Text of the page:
Queer Town: A Prop. 8 Town Hall Meeting at Young Israel
On Monday evening, three and a half hours after Variety reported that movie director Steven Speilberg had donated $100,000 to the "No on Prop. 8" campaign, Rabbi Elazar Muskin turned over his synagogue, Young Israel of Century City, to supporters of the anti-gay marriage ballot measure. Under Muskin's direction, according to its own web site, Young Israel "has become one of the fastest growing Orthodox synagogues in the West Coast." It was also apparently joining forces with a mostly Christian movement to ban same sex marriage in California.
Dr. Jennifer Roback Morse speaks at Young Israel of Century City synagogue on Pico Boulevard.
Billed as an "interfaith town hall meeting," Young Israel of Century City on Pico Boulevard, just down the street from Factor's Famous Deli, hosted a mostly Christian crowd of 50 to 60 people, with a large contingent of young women and men in their twenties and early thirties. The Protect Marriage campaign, the umbrella group behind Proposition 8, sponsored the event.
Speakers ranged from Dr. Jennifer Roback Morse, a Catholic and founder of the Ruth Institute, to Dr. Mark Brewer, senior pastor at the Bel Air Presbyterian Church, to Randall Huff, a high-ranking official in the Church of Jesus Christ of Latter-day Saints, to Rabbi Daniel Korobkin, a leader with the influential Jewish group Orthodox Union. The late-breaking news about the Spielberg contribution did not seem to reach Morse, who mentioned nothing about the Oscar-winning director of "Schindler's List" and took actor Brad Pitt to task for contributing $100,000 to the "No on 8" campaign last week.
"He felt real good about himself," Morse told the crowd. "He was real smug about it."
But that remark came later. The meeting first started with One Accord, an all-male acappella group, singing "In Him My Soul Delights," followed by a former Marine leading the audience in the Pledge of Allegiance. Then the speakers addressed banning same sex marriage in California through the passage of Proposition 8, which goes to the voters this November.
While there was much talk about the Bible and how God intended marriage to be only between a man and a woman, the speakers also hit upon strategy and values. Dr. Jennifer Roback Morse said the Protect Marriage campaign had "tested a number of messages" that will be aired through TV and radio ads. The ones that tested best, she said, focused on the need for a child to have a father and a mother, to restore "the will of the people" when voters passed Proposition 22 in 2000, which banned same sex marriage, and to prevent gay marriage from being taught as "normal" in California's public school systems. "It's really something new that the San Francisco judges have created," Morse said.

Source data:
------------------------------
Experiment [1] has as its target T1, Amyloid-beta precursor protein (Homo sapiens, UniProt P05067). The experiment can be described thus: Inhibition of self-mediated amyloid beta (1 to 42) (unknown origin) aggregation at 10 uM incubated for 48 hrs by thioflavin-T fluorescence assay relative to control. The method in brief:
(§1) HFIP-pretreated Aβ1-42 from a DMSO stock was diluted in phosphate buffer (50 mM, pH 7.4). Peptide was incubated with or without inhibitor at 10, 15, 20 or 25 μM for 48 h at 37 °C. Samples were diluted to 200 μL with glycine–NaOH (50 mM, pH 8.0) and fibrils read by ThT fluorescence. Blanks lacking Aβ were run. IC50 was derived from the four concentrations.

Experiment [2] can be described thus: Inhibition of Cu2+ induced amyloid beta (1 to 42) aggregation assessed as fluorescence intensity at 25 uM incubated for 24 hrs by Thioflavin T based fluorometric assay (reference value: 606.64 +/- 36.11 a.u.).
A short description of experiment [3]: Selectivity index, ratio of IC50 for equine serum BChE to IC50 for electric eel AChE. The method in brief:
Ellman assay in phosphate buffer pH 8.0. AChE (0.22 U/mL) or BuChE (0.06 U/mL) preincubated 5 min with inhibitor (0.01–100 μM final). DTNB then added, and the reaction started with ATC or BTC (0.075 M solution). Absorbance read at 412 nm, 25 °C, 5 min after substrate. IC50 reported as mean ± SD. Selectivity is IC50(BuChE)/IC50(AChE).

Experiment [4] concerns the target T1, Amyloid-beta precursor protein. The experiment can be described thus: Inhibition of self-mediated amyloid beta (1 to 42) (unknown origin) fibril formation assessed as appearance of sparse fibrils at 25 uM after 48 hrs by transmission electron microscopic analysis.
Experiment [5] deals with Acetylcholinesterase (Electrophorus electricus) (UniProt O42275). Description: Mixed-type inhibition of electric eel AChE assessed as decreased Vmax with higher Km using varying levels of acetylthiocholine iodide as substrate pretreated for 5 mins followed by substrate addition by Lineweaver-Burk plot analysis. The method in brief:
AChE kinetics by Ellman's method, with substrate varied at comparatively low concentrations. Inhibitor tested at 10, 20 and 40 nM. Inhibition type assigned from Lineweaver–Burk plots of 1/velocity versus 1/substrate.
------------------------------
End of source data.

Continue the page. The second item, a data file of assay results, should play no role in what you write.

Barbara Berg, who represented the Catholic viewpoint, although she's not an official within the church, said the Archdiocese of Los Angeles has already held two "informational meetings" for pastors of 288 parishes regarding Proposition 8. Led by Cardinal Roger Mahony, the archdiocese, according to Berg, is also offering pastors "legal representation."
Dr. Mark Brewer of Bel Air Presbyterian said he "supports" Proposition 8, even though he has a large number of gays and lesbians in his congregation. "I don't think the sky is going to fall if this proposition goes down," said Brewer, "but I do think there will be unintended consequences." He added that "what America needs best" is a ban on gay marriage.
Rabbi Daniel Korobkin said voting for Proposition 8 was a "time to take a stand," noting, "Today it will be homosexual marriage, tomorrow it will be incestual marriage, and after that it will bestial marriage." He then added, "This is not hate speech."
Dr. Jennifer Roback Morse then returned and ended the evening with a call for more volunteers, citing that the Proposition 8 campaign expected to draw 100,000 volunteers to get out the vote in November. "People often call us the land of fruits and nuts," Morse told the crowd. "People expect us to do crazy things out here...But if gay marriage goes down in California, it goes down in the United States. If it goes down in the United States, it goes down around the world."
She then asked for more donations, so the Proposition 8 campaign can "test messages, make commercials, and make more commercials."
"If gay marriage goes down in California," Morse said, "it won't be back in our lifetime."
Contact Patrick Range McDonald at email@example.com.
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